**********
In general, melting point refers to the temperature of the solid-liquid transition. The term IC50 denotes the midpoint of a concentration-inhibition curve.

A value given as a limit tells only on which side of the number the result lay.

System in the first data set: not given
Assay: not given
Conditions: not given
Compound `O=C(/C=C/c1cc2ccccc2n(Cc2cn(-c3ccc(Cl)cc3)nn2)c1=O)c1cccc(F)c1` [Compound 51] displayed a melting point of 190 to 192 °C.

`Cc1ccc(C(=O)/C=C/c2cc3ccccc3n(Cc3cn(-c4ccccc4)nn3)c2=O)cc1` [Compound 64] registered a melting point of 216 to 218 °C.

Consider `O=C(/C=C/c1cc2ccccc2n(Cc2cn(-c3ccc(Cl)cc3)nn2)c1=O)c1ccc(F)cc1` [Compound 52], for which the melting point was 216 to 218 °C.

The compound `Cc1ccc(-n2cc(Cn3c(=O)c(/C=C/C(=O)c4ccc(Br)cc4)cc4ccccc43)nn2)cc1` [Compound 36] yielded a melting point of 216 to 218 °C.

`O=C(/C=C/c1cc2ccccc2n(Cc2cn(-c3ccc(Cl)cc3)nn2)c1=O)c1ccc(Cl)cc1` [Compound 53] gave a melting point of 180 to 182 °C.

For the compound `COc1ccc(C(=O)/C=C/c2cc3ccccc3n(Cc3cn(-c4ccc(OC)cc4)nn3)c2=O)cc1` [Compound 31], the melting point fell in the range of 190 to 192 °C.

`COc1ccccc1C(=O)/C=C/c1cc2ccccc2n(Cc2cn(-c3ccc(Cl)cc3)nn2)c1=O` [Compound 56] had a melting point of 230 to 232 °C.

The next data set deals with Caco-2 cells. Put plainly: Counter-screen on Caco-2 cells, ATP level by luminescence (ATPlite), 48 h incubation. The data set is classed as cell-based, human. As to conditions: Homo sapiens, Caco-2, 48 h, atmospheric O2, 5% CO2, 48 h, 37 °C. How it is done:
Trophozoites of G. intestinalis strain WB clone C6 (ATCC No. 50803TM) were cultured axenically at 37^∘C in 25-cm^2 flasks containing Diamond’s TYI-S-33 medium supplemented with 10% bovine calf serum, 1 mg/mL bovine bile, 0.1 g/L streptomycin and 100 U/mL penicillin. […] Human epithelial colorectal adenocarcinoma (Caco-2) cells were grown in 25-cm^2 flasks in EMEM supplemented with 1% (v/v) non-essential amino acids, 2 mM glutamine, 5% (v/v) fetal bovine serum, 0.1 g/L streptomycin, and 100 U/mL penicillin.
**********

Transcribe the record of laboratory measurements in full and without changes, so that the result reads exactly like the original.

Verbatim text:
In general, melting point refers to the temperature of the solid-liquid transition. The term IC50 denotes the midpoint of a concentration-inhibition curve.

A value given as a limit tells only on which side of the number the result lay.

System in the first data set: not given
Assay: not given
Conditions: not given
Compound `O=C(/C=C/c1cc2ccccc2n(Cc2cn(-c3ccc(Cl)cc3)nn2)c1=O)c1cccc(F)c1` [Compound 51] displayed a melting point of 190 to 192 °C.

`Cc1ccc(C(=O)/C=C/c2cc3ccccc3n(Cc3cn(-c4ccccc4)nn3)c2=O)cc1` [Compound 64] registered a melting point of 216 to 218 °C.

Consider `O=C(/C=C/c1cc2ccccc2n(Cc2cn(-c3ccc(Cl)cc3)nn2)c1=O)c1ccc(F)cc1` [Compound 52], for which the melting point was 216 to 218 °C.

The compound `Cc1ccc(-n2cc(Cn3c(=O)c(/C=C/C(=O)c4ccc(Br)cc4)cc4ccccc43)nn2)cc1` [Compound 36] yielded a melting point of 216 to 218 °C.

`O=C(/C=C/c1cc2ccccc2n(Cc2cn(-c3ccc(Cl)cc3)nn2)c1=O)c1ccc(Cl)cc1` [Compound 53] gave a melting point of 180 to 182 °C.

For the compound `COc1ccc(C(=O)/C=C/c2cc3ccccc3n(Cc3cn(-c4ccc(OC)cc4)nn3)c2=O)cc1` [Compound 31], the melting point fell in the range of 190 to 192 °C.

`COc1ccccc1C(=O)/C=C/c1cc2ccccc2n(Cc2cn(-c3ccc(Cl)cc3)nn2)c1=O` [Compound 56] had a melting point of 230 to 232 °C.

The next data set deals with Caco-2 cells. Put plainly: Counter-screen on Caco-2 cells, ATP level by luminescence (ATPlite), 48 h incubation. The data set is classed as cell-based, human. As to conditions: Homo sapiens, Caco-2, 48 h, atmospheric O2, 5% CO2, 48 h, 37 °C. How it is done:
Trophozoites of G. intestinalis strain WB clone C6 (ATCC No. 50803TM) were cultured axenically at 37^∘C in 25-cm^2 flasks containing Diamond’s TYI-S-33 medium supplemented with 10% bovine calf serum, 1 mg/mL bovine bile, 0.1 g/L streptomycin and 100 U/mL penicillin. […] Human epithelial colorectal adenocarcinoma (Caco-2) cells were grown in 25-cm^2 flasks in EMEM supplemented with 1% (v/v) non-essential amino acids, 2 mM glutamine, 5% (v/v) fetal bovine serum, 0.1 g/L streptomycin, and 100 U/mL penicillin.